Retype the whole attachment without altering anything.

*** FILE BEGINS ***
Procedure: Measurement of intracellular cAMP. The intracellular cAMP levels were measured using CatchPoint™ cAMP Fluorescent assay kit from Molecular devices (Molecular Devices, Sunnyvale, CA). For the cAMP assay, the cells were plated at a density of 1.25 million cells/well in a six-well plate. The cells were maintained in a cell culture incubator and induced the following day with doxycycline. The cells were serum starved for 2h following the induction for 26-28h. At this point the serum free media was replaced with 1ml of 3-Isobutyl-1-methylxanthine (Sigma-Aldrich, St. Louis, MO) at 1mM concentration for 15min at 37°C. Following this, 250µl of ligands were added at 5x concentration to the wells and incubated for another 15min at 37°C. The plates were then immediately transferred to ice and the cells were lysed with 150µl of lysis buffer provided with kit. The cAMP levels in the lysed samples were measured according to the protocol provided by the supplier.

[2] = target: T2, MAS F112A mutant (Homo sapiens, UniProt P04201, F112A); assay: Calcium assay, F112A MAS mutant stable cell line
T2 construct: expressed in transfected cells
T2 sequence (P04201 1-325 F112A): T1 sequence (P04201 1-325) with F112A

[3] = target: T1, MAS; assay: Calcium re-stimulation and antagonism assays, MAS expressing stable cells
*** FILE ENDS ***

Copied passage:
Procedure: Measurement of intracellular cAMP. The intracellular cAMP levels were measured using CatchPoint™ cAMP Fluorescent assay kit from Molecular devices (Molecular Devices, Sunnyvale, CA). For the cAMP assay, the cells were plated at a density of 1.25 million cells/well in a six-well plate. The cells were maintained in a cell culture incubator and induced the following day with doxycycline. The cells were serum starved for 2h following the induction for 26-28h. At this point the serum free media was replaced with 1ml of 3-Isobutyl-1-methylxanthine (Sigma-Aldrich, St. Louis, MO) at 1mM concentration for 15min at 37°C. Following this, 250µl of ligands were added at 5x concentration to the wells and incubated for another 15min at 37°C. The plates were then immediately transferred to ice and the cells were lysed with 150µl of lysis buffer provided with kit. The cAMP levels in the lysed samples were measured according to the protocol provided by the supplier.

[2] = target: T2, MAS F112A mutant (Homo sapiens, UniProt P04201, F112A); assay: Calcium assay, F112A MAS mutant stable cell line
T2 construct: expressed in transfected cells
T2 sequence (P04201 1-325 F112A): T1 sequence (P04201 1-325) with F112A

[3] = target: T1, MAS; assay: Calcium re-stimulation and antagonism assays, MAS expressing stable cells